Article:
Recommendations for undergraduate biology education include integration of research experiences into the curriculum, regardless of major. While non-biology majors and biology majors differ in affective characteristics, it is not clear if they differ in their incoming science process skills. We created a scenario-based assessment instrument – designed to gauge science process skills – that was accessible to nonmajors and majors. We evaluated nonmajors' and majors' open-ended responses using a rubric. We also assessed students' science identity, confidence, and attitudes with a pre-course survey. While affective differences between the populations are evident, we did not detect meaningful differences in science competency. These findings indicate that nonmajors and majors are skilled in the process of science and have the ability to engage in meaningful scientific inquiry, confirming our hypothesis that, in supporting a scientifically literate citizenry, educators must emphasize teaching strategies that target affective differences between nonmajors and majors.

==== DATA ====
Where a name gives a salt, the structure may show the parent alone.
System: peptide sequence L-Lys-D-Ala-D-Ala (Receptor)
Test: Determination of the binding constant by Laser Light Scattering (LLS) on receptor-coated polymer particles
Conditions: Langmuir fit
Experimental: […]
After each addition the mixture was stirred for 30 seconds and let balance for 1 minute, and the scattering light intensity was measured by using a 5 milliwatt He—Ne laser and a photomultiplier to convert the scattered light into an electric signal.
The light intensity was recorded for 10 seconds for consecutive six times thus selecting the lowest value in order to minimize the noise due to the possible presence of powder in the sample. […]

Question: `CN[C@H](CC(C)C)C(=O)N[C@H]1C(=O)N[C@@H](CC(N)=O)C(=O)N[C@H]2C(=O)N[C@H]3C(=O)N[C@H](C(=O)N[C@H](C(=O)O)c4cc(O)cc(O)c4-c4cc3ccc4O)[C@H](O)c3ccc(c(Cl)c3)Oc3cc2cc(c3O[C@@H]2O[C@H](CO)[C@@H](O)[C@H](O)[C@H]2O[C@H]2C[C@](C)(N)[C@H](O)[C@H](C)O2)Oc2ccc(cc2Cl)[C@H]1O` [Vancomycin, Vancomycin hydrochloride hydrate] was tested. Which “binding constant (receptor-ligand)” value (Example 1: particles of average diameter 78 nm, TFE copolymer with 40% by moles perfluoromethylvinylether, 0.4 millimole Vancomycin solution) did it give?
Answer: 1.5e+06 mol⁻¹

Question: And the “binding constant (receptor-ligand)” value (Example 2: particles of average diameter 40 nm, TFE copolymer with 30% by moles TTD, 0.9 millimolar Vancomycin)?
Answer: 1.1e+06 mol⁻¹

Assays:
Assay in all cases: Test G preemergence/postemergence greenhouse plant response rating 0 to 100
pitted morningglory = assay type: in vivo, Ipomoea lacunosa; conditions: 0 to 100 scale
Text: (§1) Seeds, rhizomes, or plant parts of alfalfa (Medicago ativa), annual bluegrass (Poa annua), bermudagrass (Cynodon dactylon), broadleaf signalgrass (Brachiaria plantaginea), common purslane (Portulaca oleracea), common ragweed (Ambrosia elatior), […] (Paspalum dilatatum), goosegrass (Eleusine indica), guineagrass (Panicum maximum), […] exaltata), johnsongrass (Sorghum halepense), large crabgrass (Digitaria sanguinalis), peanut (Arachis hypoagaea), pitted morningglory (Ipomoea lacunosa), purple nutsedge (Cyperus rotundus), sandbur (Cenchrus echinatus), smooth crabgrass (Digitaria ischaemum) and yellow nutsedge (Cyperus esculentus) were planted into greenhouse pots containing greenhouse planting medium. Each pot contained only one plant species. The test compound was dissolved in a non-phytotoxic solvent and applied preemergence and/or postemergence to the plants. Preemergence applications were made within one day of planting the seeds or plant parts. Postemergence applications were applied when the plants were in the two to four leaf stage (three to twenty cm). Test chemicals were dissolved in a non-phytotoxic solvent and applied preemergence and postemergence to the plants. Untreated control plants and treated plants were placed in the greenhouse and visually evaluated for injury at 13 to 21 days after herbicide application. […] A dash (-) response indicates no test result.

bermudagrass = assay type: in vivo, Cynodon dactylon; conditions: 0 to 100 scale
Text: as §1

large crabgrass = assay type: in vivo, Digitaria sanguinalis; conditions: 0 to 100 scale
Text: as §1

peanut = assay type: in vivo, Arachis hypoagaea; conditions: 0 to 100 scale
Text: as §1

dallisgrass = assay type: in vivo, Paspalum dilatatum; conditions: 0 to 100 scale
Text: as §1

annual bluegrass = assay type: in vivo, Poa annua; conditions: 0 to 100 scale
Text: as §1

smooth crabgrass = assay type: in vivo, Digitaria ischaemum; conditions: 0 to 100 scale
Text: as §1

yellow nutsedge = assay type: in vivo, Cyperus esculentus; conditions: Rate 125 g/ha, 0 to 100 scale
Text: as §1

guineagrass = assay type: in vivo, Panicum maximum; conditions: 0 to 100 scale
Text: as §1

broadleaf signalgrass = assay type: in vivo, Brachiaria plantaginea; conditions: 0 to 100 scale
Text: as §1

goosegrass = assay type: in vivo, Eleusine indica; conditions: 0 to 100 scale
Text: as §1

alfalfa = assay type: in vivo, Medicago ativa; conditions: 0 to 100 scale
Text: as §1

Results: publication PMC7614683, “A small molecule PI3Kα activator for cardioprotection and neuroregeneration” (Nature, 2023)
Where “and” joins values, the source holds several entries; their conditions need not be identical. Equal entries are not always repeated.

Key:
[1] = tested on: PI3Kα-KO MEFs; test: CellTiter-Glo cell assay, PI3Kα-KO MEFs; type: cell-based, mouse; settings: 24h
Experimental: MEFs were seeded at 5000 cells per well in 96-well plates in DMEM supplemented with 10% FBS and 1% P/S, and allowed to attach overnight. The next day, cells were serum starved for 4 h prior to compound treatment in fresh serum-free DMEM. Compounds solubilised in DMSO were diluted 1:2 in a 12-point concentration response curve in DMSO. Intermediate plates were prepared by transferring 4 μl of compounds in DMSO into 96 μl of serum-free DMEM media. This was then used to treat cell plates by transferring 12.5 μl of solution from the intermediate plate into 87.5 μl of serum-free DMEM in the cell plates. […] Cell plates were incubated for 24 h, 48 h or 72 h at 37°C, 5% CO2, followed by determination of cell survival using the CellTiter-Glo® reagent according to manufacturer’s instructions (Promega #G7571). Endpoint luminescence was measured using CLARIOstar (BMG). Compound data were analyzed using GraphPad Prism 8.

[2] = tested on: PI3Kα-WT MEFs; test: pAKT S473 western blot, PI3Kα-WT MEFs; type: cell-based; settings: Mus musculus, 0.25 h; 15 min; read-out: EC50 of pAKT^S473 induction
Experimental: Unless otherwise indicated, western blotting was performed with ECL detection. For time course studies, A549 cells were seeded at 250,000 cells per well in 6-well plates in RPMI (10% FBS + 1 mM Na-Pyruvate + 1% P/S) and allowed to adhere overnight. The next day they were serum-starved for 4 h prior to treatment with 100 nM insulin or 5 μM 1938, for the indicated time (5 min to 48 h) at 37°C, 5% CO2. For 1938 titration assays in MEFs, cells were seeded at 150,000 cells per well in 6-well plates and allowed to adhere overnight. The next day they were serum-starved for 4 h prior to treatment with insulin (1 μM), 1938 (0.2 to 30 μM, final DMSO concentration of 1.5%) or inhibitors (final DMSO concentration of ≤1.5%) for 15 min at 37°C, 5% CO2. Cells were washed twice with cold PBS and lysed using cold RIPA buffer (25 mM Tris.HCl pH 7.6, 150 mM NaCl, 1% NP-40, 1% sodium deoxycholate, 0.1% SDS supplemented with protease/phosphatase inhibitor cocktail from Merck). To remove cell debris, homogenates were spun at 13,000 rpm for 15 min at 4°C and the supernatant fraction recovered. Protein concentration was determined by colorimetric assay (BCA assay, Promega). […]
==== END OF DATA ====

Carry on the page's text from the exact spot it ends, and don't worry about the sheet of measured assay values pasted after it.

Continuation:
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Research Article| October 01 2019
A Comparison of Nonmajors' & Majors' Incoming Science Process Skills
The American Biology Teacher (2019) 81 (8): 554–560.
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Sadie Hebert, Sehoya Cotner; A Comparison of Nonmajors' & Majors' Incoming Science Process Skills. The American Biology Teacher 1 October 2019; 81 (8): 554–560. doi: https://doi.org/10.1525/abt.2019.81.8.554
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